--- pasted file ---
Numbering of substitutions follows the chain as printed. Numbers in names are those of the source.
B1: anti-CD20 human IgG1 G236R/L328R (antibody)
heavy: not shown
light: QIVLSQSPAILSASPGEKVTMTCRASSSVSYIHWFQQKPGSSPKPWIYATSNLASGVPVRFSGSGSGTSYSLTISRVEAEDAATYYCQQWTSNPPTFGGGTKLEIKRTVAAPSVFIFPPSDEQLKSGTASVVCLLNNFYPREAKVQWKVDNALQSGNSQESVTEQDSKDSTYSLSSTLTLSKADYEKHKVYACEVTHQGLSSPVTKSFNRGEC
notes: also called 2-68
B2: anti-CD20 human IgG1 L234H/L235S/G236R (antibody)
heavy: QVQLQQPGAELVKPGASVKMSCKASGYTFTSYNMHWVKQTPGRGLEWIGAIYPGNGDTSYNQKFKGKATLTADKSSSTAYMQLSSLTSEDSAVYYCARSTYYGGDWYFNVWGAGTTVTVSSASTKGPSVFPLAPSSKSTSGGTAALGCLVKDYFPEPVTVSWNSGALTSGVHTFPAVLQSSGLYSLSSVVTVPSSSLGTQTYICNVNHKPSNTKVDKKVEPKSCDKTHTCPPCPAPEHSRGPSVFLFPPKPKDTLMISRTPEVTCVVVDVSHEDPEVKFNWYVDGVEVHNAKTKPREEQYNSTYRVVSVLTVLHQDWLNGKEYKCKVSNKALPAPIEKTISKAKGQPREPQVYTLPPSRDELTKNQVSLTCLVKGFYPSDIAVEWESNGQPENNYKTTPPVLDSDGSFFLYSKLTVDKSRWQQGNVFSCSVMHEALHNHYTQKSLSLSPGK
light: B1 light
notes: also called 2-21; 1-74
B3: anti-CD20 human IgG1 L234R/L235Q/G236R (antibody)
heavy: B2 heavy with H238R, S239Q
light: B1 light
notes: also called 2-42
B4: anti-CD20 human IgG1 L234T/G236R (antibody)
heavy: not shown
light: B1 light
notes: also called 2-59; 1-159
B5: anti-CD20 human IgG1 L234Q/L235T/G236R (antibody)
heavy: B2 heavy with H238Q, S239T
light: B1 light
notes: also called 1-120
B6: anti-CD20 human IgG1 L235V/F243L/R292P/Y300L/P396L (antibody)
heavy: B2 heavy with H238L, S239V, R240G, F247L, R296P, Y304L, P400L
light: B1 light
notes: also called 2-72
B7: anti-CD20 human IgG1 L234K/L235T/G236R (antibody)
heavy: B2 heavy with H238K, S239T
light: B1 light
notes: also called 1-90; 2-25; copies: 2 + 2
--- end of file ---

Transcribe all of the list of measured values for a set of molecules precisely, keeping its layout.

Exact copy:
Numbering of substitutions follows the chain as printed. Numbers in names are those of the source.
B1: anti-CD20 human IgG1 G236R/L328R (antibody)
heavy: not shown
light: QIVLSQSPAILSASPGEKVTMTCRASSSVSYIHWFQQKPGSSPKPWIYATSNLASGVPVRFSGSGSGTSYSLTISRVEAEDAATYYCQQWTSNPPTFGGGTKLEIKRTVAAPSVFIFPPSDEQLKSGTASVVCLLNNFYPREAKVQWKVDNALQSGNSQESVTEQDSKDSTYSLSSTLTLSKADYEKHKVYACEVTHQGLSSPVTKSFNRGEC
notes: also called 2-68
B2: anti-CD20 human IgG1 L234H/L235S/G236R (antibody)
heavy: QVQLQQPGAELVKPGASVKMSCKASGYTFTSYNMHWVKQTPGRGLEWIGAIYPGNGDTSYNQKFKGKATLTADKSSSTAYMQLSSLTSEDSAVYYCARSTYYGGDWYFNVWGAGTTVTVSSASTKGPSVFPLAPSSKSTSGGTAALGCLVKDYFPEPVTVSWNSGALTSGVHTFPAVLQSSGLYSLSSVVTVPSSSLGTQTYICNVNHKPSNTKVDKKVEPKSCDKTHTCPPCPAPEHSRGPSVFLFPPKPKDTLMISRTPEVTCVVVDVSHEDPEVKFNWYVDGVEVHNAKTKPREEQYNSTYRVVSVLTVLHQDWLNGKEYKCKVSNKALPAPIEKTISKAKGQPREPQVYTLPPSRDELTKNQVSLTCLVKGFYPSDIAVEWESNGQPENNYKTTPPVLDSDGSFFLYSKLTVDKSRWQQGNVFSCSVMHEALHNHYTQKSLSLSPGK
light: B1 light
notes: also called 2-21; 1-74
B3: anti-CD20 human IgG1 L234R/L235Q/G236R (antibody)
heavy: B2 heavy with H238R, S239Q
light: B1 light
notes: also called 2-42
B4: anti-CD20 human IgG1 L234T/G236R (antibody)
heavy: not shown
light: B1 light
notes: also called 2-59; 1-159
B5: anti-CD20 human IgG1 L234Q/L235T/G236R (antibody)
heavy: B2 heavy with H238Q, S239T
light: B1 light
notes: also called 1-120
B6: anti-CD20 human IgG1 L235V/F243L/R292P/Y300L/P396L (antibody)
heavy: B2 heavy with H238L, S239V, R240G, F247L, R296P, Y304L, P400L
light: B1 light
notes: also called 2-72
B7: anti-CD20 human IgG1 L234K/L235T/G236R (antibody)
heavy: B2 heavy with H238K, S239T
light: B1 light
notes: also called 1-90; 2-25; copies: 2 + 2